Put That Bird On The Camera

My friend Steele sent me a link about an amazing parrot and its ability to form coherent, adaptive speech. Truly an incredible display of avian intelligence.

I wasn’t a huge bird fan until I met my friend Kaye’s female Eclectus parrot Sadie. Birds intrigued me, and I knew that not only did they mimic, but also used human speech. Sadie showed me that some bird species really do crave human companionship, and will adapt handily to life with humans. Perhaps more so than cats or dogs.

So now I own Oz (or Squeeps), a little cockatiel that has me wrapped around his finger. And sure enough, he’s grown to enjoy and crave my company as much as I enjoy his.

So today Steele sent me a link to this article. Seems N’kisi, an African grey, has mastered more English than 72.6% of all current hip-hop artists!

*rimshot*

The bird, a captive African grey called N’kisi, has a vocabulary of 950 words, and shows signs of a sense of humour.

He invents his own words and phrases if he is confronted with novel ideas with which his existing repertoire cannot cope – just as a human child would do.

N’kisi is believed to be one of the most advanced users of human language in the animal world.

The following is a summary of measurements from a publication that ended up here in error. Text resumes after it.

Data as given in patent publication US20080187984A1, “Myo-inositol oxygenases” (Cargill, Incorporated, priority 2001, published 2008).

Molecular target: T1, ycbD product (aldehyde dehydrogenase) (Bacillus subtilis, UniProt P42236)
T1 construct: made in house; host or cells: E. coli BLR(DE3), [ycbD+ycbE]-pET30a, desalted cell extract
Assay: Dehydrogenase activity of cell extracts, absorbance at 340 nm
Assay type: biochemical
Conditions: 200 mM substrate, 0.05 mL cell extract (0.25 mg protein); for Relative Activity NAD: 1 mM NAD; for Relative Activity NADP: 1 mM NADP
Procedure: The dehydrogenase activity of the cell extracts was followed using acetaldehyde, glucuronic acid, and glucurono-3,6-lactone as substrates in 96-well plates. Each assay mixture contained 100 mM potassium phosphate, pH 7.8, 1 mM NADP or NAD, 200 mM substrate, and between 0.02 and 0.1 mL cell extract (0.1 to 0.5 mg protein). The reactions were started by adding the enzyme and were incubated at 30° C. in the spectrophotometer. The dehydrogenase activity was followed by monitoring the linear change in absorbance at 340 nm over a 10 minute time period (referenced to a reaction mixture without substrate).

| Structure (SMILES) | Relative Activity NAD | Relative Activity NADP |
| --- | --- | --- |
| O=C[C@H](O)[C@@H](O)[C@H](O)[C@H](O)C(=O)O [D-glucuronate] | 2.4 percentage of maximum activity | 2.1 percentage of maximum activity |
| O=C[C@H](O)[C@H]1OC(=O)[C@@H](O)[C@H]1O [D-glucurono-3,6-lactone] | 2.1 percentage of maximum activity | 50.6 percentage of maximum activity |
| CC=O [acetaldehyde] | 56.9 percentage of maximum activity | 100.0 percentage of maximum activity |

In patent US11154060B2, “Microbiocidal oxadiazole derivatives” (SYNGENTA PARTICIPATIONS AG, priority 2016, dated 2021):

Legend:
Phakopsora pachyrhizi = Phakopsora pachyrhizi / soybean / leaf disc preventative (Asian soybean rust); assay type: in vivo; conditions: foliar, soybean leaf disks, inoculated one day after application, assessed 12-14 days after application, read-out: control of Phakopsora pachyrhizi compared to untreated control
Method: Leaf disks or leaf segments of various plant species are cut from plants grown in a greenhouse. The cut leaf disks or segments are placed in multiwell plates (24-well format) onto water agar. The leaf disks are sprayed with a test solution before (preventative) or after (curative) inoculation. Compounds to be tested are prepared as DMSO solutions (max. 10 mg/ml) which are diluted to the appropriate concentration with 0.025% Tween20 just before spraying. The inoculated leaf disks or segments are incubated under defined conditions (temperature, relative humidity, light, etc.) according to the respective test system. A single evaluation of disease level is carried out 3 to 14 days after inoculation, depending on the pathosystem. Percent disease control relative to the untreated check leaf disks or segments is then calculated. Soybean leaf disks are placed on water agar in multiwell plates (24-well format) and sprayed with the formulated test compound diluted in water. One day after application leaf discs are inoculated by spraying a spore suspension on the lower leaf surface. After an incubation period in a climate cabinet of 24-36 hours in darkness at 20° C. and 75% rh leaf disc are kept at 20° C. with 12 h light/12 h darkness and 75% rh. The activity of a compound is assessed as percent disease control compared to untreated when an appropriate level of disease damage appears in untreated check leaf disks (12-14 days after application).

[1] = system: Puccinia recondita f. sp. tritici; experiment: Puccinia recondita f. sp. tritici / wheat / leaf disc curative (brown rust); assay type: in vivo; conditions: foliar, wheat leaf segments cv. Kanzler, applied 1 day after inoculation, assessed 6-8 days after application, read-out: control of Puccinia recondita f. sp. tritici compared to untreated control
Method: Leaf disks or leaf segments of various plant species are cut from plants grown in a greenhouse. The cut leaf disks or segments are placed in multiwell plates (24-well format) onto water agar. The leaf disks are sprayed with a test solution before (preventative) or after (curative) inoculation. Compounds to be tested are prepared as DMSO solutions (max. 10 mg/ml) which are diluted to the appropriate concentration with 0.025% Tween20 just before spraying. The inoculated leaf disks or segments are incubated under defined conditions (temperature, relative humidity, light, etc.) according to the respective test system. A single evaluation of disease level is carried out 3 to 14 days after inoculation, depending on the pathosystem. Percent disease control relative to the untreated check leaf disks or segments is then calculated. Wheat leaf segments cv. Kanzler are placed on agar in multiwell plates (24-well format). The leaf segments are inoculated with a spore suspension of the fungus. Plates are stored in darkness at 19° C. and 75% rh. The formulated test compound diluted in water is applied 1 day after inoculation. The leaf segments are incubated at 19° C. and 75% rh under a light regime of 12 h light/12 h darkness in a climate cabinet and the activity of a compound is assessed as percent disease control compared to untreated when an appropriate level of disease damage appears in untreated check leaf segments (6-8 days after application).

About 100 words are needed for half of all reading in English, so if N’kisi could read he would be able to cope with a wide range of material.

He uses words in context, with past, present and future tenses, and is often inventive.

One N’kisi-ism was “flied” for “flew”, and another “pretty smell medicine” to describe the aromatherapy oils used by his owner, an artist based in New York.

When he first met Dr Jane Goodall, the renowned chimpanzee expert, after seeing her in a picture with apes, N’kisi said: “Got a chimp?”

He appears to fancy himself as a humourist. When another parrot hung upside down from its perch, he commented: “You got to put this bird on the camera.”

Seriously, this is impressive stuff. “You got to put that bird on the camera!”